B’klyn Chamber, decrying hate crimes, holds solidarity rally for Asian community
`Stop Asian Hate’ sticker unveiled at Sunset Park restaurant
Amid the recent rise in violence and hate crimes targeting Asians in New York, the Brooklyn Chamber of Commerce, elected officials and business leaders from across the borough on Thursday hosted a solidarity event at Park Asia Restaurant in Sunset Park to support the Asian Pacific American community.
Maggie Gu, owner of Park Asia Restaurant; State Sen. Andrew Gounardes; Assemblymembers Peter Abbate and Helene Weinstein; Councilmember Robert Cornegy; a representative of Councilmember Justin Brannan and Brooklyn Chamber of Commerce President Randy Peers gathered to forcefully denounce the violence and make it clear that hate has no home in Brooklyn.
The Chamber also unveiled a “Stop Asian Hate” decal sticker, hundreds of which were provided free to local businesses and residents to display unity against the face of hate in the community.
Sunset Park in South Brooklyn is one of the most vibrant Asian Pacific American communities in all of New York City, with nearly 30 percent of the population identifying as Asian. Neighborhood small businesses have been devastated by the pandemic, and Asian restaurants and industry workers were especially hard hit.
One way that Brooklynites and all New Yorkers can aid their recovery and express solidarity with the Asian Pacific American community is by patronizing these locally owned businesses, according to the Chamber.
“Enough suffering, enough devastation, enough violence,” said Gu, whose restaurant is one of the borough’s most popular dim sum destinations and prior to the pandemic welcomed hundreds of customers, large banquets, parties, weddings and private functions. “It’s been a disastrous and difficult year, and we must address the rise in anti-Asian hate crimes so that our community can feel safe again.”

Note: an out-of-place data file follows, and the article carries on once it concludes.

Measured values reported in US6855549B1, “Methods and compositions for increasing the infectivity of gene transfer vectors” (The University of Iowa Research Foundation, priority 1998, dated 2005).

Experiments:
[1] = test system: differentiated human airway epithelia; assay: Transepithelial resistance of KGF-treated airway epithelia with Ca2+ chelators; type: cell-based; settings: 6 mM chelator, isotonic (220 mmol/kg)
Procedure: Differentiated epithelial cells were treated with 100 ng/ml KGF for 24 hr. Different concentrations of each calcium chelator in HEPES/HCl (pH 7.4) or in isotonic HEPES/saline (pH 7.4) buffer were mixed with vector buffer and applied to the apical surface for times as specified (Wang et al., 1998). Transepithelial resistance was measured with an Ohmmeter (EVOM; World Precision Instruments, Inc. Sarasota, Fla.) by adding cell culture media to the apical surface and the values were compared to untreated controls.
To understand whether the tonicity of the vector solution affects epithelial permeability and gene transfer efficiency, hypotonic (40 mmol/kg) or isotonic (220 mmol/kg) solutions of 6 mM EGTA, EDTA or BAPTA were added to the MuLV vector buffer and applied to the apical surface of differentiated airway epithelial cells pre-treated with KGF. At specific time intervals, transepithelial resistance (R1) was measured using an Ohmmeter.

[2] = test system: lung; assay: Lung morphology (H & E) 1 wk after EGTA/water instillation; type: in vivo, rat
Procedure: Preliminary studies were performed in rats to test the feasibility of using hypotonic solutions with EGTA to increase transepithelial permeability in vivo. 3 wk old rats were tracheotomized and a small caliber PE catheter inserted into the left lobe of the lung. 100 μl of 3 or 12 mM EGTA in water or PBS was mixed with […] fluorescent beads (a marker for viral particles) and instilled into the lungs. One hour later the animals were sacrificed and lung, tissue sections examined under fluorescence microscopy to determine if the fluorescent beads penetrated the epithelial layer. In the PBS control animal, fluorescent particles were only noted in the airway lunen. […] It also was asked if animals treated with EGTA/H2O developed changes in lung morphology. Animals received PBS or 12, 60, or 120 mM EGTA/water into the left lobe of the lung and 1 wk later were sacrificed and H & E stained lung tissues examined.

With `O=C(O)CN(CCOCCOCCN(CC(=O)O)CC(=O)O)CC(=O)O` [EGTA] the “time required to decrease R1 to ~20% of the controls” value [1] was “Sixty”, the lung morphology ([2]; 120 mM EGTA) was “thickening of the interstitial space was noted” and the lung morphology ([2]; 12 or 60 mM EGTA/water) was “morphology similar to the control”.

“We denounce the unacceptable and horrifying violence toward the Asian Pacific American community,” said Peers, president of the Brooklyn Chamber. “Diversity has long been a source of great pride in Brooklyn and truly one of the borough’s greatest strengths. Turning the corner on the unprecedented health and economic crisis requires all of us to come together as one community in support of building a better future.”
“One of the most significant components of Brooklyn’s growth over the last two decades has been our diversity and the ability of people of all backgrounds to plant roots here,” said Ana Oliveira, senior VP of Investors Bank and board chair of the Chamber. “There is no place for hate. The Asian Pacific American community is such an important part of Brooklyn.”
“The rise in hate crimes and violence against our Asian-American and Pacific Islander community is despicable and disheartening,” said Attorney General Letitia James, in a statement that was read at the gathering. “We are a state built on the values of diversity and acceptance, which is why it is imperative that we continue to embrace all of our communities and support and uplift each other during this challenging time.”
“Asian Pacific Americans are an invaluable part of our community, and in New York, our diversity gives us strength,” said Gounardes. “The astronomical rise in hate crimes and anti-Asian sentiment is appalling, and we must turn the tide of prejudice, support our neighbors and build a better, more inclusive community.”
“We must continue to take immediate action in support of victims of hate,” said Abbate. “Today we stand in solidarity with the Asian Pacific American community, as we spread love over hate and unity over fear and division.”
“Supporting the Asian Pacific American community amid the frightening rise of hate crimes is of the utmost importance,” said Weinstein. “We must work together and spare no effort to drive out fear and hate in our communities, and ensure our neighborhoods are safe.”
Cornegy added, “In solidarity with all who have been targeted and victimized by anti-Asian hate, I stand with you. The stunning rise in racist attacks affects all corners of our community, and these disgusting acts must be confronted and permanently rooted out.”
“This disgusting attempt at dividing our communities will only slow down the recovery that our borough so desperately needs,” said Carlo Scissura, president and CEO of the New York Building Congress. “Now is a time for all of us to stand with our friends and neighbors in the Asian Pacific American community.”
“We want everyone to know that we will not accept intolerance and hate,” said Philip Penta, partner of 3 Guys from Brooklyn, one of Brooklyn’s largest fruit and vegetable retailers.
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